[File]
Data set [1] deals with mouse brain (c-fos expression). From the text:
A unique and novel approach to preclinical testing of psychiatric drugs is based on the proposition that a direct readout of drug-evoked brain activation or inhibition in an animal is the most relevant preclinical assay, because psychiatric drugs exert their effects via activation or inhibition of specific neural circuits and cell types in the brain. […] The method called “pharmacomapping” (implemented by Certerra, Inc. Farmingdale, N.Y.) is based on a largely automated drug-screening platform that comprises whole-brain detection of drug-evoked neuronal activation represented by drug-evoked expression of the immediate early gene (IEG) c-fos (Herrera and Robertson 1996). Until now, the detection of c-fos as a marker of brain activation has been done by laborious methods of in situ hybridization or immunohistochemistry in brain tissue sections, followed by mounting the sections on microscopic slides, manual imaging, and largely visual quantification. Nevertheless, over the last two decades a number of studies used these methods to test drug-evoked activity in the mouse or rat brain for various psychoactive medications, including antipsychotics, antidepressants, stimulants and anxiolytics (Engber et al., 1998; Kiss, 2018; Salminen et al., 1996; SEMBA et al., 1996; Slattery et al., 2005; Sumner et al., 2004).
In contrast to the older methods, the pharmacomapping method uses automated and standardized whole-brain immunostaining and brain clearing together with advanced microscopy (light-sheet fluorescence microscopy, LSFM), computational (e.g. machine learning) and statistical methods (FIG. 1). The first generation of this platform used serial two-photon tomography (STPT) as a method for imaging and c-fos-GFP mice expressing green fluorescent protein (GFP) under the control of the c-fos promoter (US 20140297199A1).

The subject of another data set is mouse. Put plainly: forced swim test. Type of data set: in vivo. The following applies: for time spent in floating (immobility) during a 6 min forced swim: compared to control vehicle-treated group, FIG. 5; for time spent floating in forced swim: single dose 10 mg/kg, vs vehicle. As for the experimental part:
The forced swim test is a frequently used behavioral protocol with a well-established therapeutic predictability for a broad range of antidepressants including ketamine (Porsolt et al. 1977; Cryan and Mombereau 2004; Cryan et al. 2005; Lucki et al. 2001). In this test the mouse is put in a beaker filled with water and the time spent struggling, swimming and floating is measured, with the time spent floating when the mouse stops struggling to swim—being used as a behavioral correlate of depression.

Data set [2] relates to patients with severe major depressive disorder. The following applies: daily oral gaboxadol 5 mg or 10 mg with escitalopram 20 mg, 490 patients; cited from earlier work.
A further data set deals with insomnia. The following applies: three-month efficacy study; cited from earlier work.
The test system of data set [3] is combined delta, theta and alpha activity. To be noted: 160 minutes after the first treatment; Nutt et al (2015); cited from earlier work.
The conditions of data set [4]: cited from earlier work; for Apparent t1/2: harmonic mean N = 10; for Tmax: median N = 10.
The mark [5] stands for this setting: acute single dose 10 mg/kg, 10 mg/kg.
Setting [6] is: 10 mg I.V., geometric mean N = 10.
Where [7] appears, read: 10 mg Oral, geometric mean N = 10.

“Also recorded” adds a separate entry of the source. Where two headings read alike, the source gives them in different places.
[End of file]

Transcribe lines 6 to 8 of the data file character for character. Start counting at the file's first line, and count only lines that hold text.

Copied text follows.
Data set [2] relates to patients with severe major depressive disorder. The following applies: daily oral gaboxadol 5 mg or 10 mg with escitalopram 20 mg, 490 patients; cited from earlier work.
A further data set deals with insomnia. The following applies: three-month efficacy study; cited from earlier work.
The test system of data set [3] is combined delta, theta and alpha activity. To be noted: 160 minutes after the first treatment; Nutt et al (2015); cited from earlier work.